With 2018 almost done, this week’s Diary surveys the latest Brexit news, picks up on trends for the global economy and reflects on the prospects for 2019.
The penultimate five day week of the year brought some respite for markets. Equities ended mixed with the US down, bonds were stable, oil lower and gold unchanged. The dollar was top dog with sterling at the bottom. Pockets of good news failed to make an impression, but that doesn’t mean that they should be forgotten. Shipping charter rates are showing signs of life as scrappage exceeds new-builds. More generally, as quantitative easing moves into its final phase, failing business ventures run out of money leaving the survivors in a stronger position. Good companies are looking to buy cheap and bank lending departments are seeing a modest pick-up in activity. That’s the way markets turn, well, before optimism replaces pessimism.
All things considered, however, the news flow in recent days is pointing to a slowdown in global economic growth. A survey of US small businesses turned negative a few months ago and is still on a declining trend. Just about the only thing going up is pay. Disinflation, recession or stagflation are back on the agenda. The scene is being set for 2019 which has the potential to be lukewarm or distinctly icy. Time and data will tell.
The Great Fire of Brexit continues to lay waste to all before it. In just a few days, the vote by Parliament on the deal was delayed until the New Year, the Prime Minister survived a leadership challenge and the EU refused to make any concessions. Use of the word nebulous caused an undiplomatic loss of temper which lightened the mood. Guessing what will end this series of unfortunate events is beyond us all.
This year has certainly been memorable. Synchronised growth in January was infected by multiple attacks of dystopia. What looked like a solid foundation for investment turned into the first year since 1994, at least for US investors, when cash outperformed both equities and bonds. All this despite excellent corporate earnings growth. Those paid to predict the future are in a severe bear market along with a large number of hedge funds. In contrast those managing businesses and conventional investment portfolios make decisions on an incremental basis and so will always find things to do. Uncertainties have to be prioritised and decisions made. If we have a hard Brexit and if the effect on the UK economy is as dire as that predicted by the Governor of the Bank of England, will this be bad for UK equities or not? Analysing the sources of revenue of a well balanced portfolio of FTSE350 companies highlights that the performance of the domestic economy is less important than global growth. Contrarians looking to invest in a less than disastrous Brexit can find stocks where the yield and PE ratio are the same. Historically a good time to buy.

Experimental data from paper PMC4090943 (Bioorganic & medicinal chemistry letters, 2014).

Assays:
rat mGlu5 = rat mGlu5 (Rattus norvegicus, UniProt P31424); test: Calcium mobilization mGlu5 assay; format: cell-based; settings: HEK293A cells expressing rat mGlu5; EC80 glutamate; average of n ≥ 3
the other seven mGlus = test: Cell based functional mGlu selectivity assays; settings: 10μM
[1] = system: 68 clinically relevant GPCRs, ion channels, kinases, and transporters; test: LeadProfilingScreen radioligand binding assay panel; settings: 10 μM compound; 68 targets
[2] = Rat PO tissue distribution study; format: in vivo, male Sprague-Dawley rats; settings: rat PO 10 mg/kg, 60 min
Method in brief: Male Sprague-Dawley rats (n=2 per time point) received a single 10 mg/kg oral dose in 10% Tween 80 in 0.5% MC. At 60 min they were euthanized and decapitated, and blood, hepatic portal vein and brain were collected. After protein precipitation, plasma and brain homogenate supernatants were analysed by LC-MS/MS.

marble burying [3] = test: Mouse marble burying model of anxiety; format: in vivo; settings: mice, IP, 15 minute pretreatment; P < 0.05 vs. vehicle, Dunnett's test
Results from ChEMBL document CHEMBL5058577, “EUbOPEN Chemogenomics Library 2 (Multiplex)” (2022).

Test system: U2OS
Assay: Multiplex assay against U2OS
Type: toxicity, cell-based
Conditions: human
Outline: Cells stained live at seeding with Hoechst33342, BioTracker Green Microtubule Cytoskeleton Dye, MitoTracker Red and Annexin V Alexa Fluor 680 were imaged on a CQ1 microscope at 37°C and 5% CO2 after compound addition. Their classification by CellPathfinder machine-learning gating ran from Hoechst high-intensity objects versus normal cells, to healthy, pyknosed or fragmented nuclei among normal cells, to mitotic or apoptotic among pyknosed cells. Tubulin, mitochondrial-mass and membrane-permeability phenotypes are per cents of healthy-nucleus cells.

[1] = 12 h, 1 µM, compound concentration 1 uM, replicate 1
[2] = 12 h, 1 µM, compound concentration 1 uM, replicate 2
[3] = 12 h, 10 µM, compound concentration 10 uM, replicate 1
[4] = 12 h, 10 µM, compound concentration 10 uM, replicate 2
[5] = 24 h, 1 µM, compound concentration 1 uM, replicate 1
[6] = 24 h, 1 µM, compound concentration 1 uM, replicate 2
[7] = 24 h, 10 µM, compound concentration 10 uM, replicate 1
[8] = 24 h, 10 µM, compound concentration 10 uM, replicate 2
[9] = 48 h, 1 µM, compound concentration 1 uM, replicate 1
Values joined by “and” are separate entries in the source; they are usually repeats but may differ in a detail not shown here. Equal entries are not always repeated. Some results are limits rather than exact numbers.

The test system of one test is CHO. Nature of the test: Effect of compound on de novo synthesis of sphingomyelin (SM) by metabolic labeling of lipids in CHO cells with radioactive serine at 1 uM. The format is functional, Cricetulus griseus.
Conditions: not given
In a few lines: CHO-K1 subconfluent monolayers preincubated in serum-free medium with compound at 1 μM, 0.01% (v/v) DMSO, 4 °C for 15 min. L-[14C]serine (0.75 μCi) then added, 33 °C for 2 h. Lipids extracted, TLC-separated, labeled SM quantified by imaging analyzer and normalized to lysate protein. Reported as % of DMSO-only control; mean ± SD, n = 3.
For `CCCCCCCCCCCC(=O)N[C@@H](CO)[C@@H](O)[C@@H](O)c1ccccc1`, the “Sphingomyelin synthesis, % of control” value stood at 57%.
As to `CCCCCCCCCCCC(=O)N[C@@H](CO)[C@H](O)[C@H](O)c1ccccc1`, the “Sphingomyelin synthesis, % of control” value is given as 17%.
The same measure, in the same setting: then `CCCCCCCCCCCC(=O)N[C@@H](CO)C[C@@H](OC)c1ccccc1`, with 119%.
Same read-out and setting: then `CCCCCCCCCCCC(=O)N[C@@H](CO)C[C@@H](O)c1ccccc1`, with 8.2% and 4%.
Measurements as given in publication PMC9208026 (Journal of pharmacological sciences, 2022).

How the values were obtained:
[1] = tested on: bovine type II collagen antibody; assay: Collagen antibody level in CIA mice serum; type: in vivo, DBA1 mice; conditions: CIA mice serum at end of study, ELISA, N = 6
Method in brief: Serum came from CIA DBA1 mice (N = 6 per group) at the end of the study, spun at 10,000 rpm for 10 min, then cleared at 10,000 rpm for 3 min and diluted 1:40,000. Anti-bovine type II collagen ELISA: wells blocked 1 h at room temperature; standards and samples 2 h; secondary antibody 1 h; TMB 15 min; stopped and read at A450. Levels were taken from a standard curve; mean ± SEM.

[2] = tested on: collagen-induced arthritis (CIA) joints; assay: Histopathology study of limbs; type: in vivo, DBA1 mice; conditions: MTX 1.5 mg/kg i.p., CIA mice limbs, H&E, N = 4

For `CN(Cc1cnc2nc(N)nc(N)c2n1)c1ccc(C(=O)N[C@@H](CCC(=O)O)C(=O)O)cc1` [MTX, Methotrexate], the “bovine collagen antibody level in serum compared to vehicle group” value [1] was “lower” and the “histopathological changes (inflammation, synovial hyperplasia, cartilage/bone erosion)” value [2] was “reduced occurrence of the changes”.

Talking through the issues and comparing notes with other market practitioners is never wasted. A long term investor in China, Russia and India had positive things to say about all three. The BRICs have become RICs in his mind. A conversation with a perceptive ‘hedgie’ who has made money this year is worth noting;
Him- Definitely looking forward to 2019.
Him- A general belief that the arc of the investing universe is long, but it bends towards justice.
I certainly hope that he is right as there are a lot of ‘naked emperors’ strutting around just at the moment fuelled either by narcissism or money borrowed on the cheap. Sloppy assumptions do eventually die as the truth becomes unavoidable. These markets take a lot of thinking about and I can only hope that all the hard investment training put in during 2018 will pay off in 2019. Just as proved to be the case in John Irving’s splendid ‘A Prayer for Owen Meany’.
These Diaries are peppered with references to the books that I have been reading. Looking back at this year’s collection for stocking filler recommendations I was struck by an unplanned barbell combination of 19th/20th century novels about the way in which people lived. Middlemarch and A Dance to the Music of Time spring to mind, and the philosophising of Isaiah Berlin, Steven Pinker and John Gray. Perhaps the underlying theme was a subconscious attempt to put in place the foundations necessary to comprehend our distinctly strange present and as a leaping off point for the future which, after all, is where fund managers spend their day.
And as this is the last Diary of 2018, may I take this opportunity to wish you a Happy Christmas and a prosperous New Year. All being well, back in January.
Investors should remember that the value of investments, and the income from them, can go down as well as up. You may not recover what you invest. This commentary has been produced for information purposes only and isn’t intended to constitute financial advice; investments referred to may not be suitable for all recipients. Any mention of a specific security should not be interpreted as a solicitation to buy or sell a specific security.